FORMULA ONE fans love a good scrap between drivers on the track but it’s when the rivalry spills over into a bitter war of words off it that they really get excited.
The 2013 F1 season didn’t get off to the best of starts in terms of drama. After the season-opening Australian GP qualifying session was delayed, then delayed again at a rain-sodden Melbourne Park, Jeremy Clarkson described the officials as “killjoys who are turning F1 into a dreary blend of computer science, corporate public relations and cricket” and the drivers as “robots…programmed to do as they’re told”.
Thankfully the sport was listening and the second race at Malaysia proved the current crop of drivers are human after all (see Vettel vs Webber below). Suddenly 2013 is shaping up to be a vintage year and, with that in mind we’ve pulled together the 10 best driver rivalries, in no particular order, the sport has ever seen.
1 Mark Webber / Sebastian Vettel
Defining characteristic underdog may be about to snap
At the 2013 Malaysian GP, Red Bull’s Sebastian Vettel defied team orders to snatch victory from team-mate Mark Webber in the closing stages of the race. Under mounting pressure from Vettel, Webber at first put up a fight forcing team boss Christian Horner to warn the German over the radio, “This is silly, Seb. Come on!”
Perhaps Horner had in his mind a similar incident between the pair at the 2010 Turkish GP, when Vettel collided with Webber during an overtake and was forced to retire from the race. The relationship between the drivers truly soured two months later at the British GP, when Vettel sustained damage to his new specification front wing in practice and the team replaced it with Webber’s, leaving the Australian with an old spec wing from the parts bin. Webber described himself as “the underdog” of the team after that episode, and after the recent drama at Sepang the typically outspoken Aussie said he had a lot to think about and made a swift exit to “Catch up on some rays in Australia. This will be good medicine.”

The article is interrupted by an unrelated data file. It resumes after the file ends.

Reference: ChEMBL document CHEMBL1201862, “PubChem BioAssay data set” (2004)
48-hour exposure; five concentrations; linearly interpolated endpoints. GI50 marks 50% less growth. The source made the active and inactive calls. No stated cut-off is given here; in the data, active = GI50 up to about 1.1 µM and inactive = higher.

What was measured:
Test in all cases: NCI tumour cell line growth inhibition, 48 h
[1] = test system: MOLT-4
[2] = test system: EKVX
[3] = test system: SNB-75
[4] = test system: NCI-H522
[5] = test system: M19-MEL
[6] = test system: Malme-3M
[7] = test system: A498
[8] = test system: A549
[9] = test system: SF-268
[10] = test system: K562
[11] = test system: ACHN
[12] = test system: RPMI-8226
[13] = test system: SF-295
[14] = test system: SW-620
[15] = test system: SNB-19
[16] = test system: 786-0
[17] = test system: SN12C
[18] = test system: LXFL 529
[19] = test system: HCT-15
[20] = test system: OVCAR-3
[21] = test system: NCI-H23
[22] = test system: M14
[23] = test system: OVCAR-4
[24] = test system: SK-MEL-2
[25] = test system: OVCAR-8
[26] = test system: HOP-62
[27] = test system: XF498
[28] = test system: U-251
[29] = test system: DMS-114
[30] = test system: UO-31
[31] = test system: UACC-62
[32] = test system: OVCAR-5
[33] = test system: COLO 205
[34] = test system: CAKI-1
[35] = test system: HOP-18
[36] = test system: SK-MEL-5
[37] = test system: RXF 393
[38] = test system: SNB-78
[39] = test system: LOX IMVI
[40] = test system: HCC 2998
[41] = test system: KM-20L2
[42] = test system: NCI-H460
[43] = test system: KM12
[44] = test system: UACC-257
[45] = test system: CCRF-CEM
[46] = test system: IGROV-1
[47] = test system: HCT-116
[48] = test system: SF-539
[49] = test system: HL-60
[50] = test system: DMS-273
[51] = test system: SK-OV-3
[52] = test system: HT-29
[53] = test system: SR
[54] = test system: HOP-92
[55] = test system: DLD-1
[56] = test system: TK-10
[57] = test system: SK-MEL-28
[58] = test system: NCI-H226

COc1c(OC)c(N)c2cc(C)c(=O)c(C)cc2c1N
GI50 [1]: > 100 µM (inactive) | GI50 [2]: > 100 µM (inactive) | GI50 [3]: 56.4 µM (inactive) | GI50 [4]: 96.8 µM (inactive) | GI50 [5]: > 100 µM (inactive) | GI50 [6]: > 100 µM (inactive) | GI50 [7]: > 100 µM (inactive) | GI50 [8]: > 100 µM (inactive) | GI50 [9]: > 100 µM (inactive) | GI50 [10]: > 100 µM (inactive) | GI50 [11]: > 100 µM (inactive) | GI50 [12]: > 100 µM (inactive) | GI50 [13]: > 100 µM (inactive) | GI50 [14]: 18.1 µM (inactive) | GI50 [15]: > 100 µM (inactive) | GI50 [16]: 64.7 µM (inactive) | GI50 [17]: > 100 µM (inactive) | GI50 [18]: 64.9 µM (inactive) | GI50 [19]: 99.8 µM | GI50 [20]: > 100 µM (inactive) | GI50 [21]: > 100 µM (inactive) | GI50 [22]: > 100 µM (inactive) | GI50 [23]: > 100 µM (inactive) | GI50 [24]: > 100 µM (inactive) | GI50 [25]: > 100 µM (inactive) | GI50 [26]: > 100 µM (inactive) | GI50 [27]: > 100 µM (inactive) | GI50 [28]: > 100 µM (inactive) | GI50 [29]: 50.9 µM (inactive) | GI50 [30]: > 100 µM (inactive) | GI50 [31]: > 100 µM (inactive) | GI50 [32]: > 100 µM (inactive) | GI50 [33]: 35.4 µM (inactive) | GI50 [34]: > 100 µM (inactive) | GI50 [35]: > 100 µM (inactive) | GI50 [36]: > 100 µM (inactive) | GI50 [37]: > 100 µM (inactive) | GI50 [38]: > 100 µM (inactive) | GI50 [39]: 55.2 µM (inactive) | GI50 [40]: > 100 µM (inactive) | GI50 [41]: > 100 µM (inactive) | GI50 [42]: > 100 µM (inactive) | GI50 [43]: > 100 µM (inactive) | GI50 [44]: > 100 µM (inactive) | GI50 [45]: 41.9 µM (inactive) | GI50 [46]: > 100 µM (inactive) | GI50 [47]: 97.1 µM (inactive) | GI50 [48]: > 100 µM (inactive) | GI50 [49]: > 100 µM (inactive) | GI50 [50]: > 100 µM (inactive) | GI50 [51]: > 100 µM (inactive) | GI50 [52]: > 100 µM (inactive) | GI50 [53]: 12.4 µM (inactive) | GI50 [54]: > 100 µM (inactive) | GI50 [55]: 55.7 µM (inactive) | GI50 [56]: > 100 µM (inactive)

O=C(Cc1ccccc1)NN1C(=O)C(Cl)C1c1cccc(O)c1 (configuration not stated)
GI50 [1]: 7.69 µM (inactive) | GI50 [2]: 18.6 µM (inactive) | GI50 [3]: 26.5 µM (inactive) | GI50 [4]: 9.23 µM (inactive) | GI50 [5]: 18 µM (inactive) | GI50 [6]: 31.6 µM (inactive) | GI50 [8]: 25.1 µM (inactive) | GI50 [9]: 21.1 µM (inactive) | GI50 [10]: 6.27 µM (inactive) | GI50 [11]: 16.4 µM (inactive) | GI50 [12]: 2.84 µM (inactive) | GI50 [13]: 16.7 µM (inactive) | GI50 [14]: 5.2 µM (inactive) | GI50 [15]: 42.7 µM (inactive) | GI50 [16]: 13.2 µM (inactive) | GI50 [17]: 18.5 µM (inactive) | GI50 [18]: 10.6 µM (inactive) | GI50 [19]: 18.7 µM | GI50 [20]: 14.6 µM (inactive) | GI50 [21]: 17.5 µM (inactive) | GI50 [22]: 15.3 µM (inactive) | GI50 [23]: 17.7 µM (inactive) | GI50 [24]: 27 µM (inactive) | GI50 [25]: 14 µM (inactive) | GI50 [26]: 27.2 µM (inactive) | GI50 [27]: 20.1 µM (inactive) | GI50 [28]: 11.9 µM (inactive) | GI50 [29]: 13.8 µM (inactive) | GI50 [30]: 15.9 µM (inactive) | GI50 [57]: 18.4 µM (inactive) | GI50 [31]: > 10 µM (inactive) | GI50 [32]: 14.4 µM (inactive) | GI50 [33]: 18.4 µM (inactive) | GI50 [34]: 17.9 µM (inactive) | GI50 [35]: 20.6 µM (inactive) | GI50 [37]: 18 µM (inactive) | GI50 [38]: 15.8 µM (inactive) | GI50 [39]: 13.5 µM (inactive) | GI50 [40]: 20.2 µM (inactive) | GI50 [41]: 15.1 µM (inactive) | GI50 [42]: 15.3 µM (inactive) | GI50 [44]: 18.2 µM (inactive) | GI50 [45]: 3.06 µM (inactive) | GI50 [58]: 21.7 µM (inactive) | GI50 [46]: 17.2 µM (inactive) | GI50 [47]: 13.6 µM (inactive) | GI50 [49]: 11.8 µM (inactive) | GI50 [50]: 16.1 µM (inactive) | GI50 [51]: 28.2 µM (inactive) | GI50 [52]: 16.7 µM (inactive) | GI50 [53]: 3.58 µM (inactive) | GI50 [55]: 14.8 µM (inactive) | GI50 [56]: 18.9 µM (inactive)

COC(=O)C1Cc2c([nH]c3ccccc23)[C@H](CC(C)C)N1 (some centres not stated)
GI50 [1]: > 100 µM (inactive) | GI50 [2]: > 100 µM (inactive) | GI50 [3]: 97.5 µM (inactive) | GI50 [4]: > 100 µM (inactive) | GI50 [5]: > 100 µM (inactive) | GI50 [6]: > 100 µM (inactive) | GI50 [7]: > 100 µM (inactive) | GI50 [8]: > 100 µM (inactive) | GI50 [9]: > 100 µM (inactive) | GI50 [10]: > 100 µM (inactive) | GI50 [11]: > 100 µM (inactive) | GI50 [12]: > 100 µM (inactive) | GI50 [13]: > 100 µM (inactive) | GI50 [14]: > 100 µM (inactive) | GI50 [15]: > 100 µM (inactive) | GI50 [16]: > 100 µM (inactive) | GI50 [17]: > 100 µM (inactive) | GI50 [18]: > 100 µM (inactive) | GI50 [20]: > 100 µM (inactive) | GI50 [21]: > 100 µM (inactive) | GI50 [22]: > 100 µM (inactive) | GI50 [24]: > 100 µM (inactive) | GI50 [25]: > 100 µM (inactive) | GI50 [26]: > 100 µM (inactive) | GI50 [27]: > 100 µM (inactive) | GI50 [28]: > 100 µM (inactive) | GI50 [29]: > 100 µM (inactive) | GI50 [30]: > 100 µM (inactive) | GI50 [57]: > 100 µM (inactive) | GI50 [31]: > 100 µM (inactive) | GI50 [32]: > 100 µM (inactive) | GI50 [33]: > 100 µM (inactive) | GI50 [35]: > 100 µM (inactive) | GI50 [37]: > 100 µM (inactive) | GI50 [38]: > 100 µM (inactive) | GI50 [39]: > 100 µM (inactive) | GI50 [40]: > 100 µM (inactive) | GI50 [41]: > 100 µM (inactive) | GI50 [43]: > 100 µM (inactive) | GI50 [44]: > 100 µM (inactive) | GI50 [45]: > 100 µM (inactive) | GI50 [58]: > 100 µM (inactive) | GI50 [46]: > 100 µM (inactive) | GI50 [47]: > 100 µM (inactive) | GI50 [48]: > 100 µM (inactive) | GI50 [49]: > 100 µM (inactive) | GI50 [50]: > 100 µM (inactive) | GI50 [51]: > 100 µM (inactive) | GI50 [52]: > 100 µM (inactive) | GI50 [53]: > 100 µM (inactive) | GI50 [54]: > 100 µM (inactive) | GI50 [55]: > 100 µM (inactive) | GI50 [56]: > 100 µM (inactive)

Webber’s contract at Red Bull comes to an end at the end of this season, leaving many to speculate that then might be a good time for him to wave goodbye to Red Bull, and Sebastian Vettel.
2 Fernando Alonso / Lewis Hamilton
Defining characteristic the silent treatment
For the start of the 2007 season, McLaren signed two new drivers: reigning world champion Fernando Alonso and F1 newcomer Lewis Hamilton. Hamilton had surprising speed from the very first practice session of the season but after he compromised one of Alonso’s qualifying laps for the Hungarian GP by failing to let him pass, Alonso could have been forgiven for thinking the rookie was also profoundly petulant.
In response, later in the same session Alonso was followed by Hamilton into the pits for fresh tyres. The Spaniard sat parked outside the garage for a few seconds longer than was necessary, denying Hamilton enough time for a final “hot lap”. Alonso claimed pole position but was subsequently given a five-place penalty on the race grid, which Hamilton described as “quite light if anything”.
Hamilton won the race and from there the rivalry escalated. Soon after Hungary the young Brit claimed Alonso had stopped speaking to him. In reply, Alonso maintained the team was favouring his team-mate. The relationship broke down to the point that McLaren released the Spaniard from his three-year contract two years early, with Alonso moving to Ferrari for the 2008 season.